July 21, 2009
Late Monday night, legislative leaders and the Governor announced that they had agreement on a plan to solve the state’s $26.3 billion budget deficit. The plan would impose approximately $15 billion in draconian cuts to state funded programs, including $5.2 billion in cuts to education. These cuts were so deep due to the refusal of conservatives to increase new revenues or eliminate corporate giveaways. The budget borrows billions of dollars from local governments and relies on accounting tricks and one time solutions to bridge the shortfall.
Highlights of the Impact on Education
* No Suspension – the plan avoids suspending Proposition 98; CSEA and the Education Coalition actively opposed suspension. Under the budget agreement, approximately $1.5 billion in unallocated categorical funding from the 08-09 fiscal year would be withheld to bring Proposition 98 down to the minimum guarantee. The funding would be restored in the 09-10 fiscal year to backfill and maintain the level of categorical funding.
* Maintenance Factor – the plan would also statutorily certify the reduced level of funding for the 08-09 fiscal year, thereby creating a maintenance factor and future obligation to restore $11.2 billion in education funding in future years.
* Home-to-School Transportation – the program is reduced by 20% equal to other categorical programs with language that protects the base funding for transportation. Funds may transferred from specified categorical programs into transportation, but funds may not be transferred out of transportation. CSEA’s active opposition successfully prevented the disproportionate 65% cut in home-to-school transportation that was proposed by the Governor.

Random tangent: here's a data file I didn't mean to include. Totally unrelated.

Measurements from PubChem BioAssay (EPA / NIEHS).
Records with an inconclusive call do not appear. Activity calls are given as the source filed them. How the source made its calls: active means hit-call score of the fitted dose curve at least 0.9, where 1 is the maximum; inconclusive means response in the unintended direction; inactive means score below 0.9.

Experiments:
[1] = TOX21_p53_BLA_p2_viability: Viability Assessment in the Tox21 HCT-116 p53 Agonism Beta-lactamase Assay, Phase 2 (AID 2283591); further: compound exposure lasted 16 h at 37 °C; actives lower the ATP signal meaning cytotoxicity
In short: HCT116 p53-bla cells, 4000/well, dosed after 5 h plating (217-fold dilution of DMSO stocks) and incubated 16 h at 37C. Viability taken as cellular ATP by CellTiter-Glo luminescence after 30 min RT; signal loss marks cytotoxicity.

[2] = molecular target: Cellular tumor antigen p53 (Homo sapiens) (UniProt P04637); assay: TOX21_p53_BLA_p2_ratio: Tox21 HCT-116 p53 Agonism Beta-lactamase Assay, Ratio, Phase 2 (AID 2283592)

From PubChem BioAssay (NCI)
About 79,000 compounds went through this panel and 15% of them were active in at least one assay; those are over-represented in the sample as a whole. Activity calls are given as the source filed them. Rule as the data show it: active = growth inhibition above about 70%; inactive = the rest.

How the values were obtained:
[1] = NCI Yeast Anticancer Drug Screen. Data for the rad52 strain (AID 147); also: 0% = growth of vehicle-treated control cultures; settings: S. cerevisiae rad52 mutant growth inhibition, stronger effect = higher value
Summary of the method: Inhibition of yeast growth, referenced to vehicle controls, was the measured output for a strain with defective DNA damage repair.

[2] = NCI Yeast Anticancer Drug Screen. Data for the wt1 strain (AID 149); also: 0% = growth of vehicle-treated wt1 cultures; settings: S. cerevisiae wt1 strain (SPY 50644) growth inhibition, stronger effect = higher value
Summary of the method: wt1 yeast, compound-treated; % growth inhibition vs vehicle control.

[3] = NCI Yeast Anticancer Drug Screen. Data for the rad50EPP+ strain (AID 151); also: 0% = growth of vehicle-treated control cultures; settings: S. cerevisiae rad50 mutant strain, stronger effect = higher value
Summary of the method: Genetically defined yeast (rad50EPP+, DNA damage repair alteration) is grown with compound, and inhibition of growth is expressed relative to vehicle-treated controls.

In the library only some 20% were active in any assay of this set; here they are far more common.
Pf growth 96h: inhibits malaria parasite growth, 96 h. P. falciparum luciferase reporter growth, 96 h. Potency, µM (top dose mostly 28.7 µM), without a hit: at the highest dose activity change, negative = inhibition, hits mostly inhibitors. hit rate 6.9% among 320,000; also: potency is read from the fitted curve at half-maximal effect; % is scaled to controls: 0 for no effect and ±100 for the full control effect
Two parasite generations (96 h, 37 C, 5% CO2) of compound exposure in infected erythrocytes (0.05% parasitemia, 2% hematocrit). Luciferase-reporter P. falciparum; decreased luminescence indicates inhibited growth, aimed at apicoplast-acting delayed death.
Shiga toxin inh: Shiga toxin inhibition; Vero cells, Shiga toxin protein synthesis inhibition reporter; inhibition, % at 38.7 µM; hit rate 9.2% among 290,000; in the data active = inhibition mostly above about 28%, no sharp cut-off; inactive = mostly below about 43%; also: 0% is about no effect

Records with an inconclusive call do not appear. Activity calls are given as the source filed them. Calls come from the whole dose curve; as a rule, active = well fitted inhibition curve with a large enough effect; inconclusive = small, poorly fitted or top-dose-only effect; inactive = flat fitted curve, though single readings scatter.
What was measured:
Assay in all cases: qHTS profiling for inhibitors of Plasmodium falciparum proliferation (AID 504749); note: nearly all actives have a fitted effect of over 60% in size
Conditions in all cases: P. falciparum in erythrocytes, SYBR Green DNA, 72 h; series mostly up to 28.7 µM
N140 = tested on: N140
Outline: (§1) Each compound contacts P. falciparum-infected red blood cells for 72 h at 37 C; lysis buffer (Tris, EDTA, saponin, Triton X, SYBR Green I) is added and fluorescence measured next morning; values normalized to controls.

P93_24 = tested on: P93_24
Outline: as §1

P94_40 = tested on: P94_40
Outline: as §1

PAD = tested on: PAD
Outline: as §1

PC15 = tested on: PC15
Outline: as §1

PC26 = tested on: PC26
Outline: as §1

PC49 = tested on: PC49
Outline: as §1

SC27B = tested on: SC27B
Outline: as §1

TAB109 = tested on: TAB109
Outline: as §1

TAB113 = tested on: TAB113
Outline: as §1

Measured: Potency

* No contracting out, pension reductions or retiree health care reductions – Governor Schwarzenegger proposed to repeal SB 1419 and allow school districts to outsource classified jobs and he proposed to roll back retirement benefits and create a two-tier pension system. CSEA strongly opposed these proposals and worked closely with Senate Pro Tem Steinberg and Speaker Bass to prevent these proposals from becoming part of the budget deal.
Legislative leaders have indicated that the plan will be put before the full Senate and Assembly for vote on July 23rd. If the measure passes both houses and the Governor signs it, a revised 2009-10 budget could be in place by early next week. GR staff will continue to monitor the budget process and will provide a new update when additional information is available.
Caution: This report is based on the latest budget information. The information may change as budget negotiations continue. We will provide you with additional reports on any new and significant findings.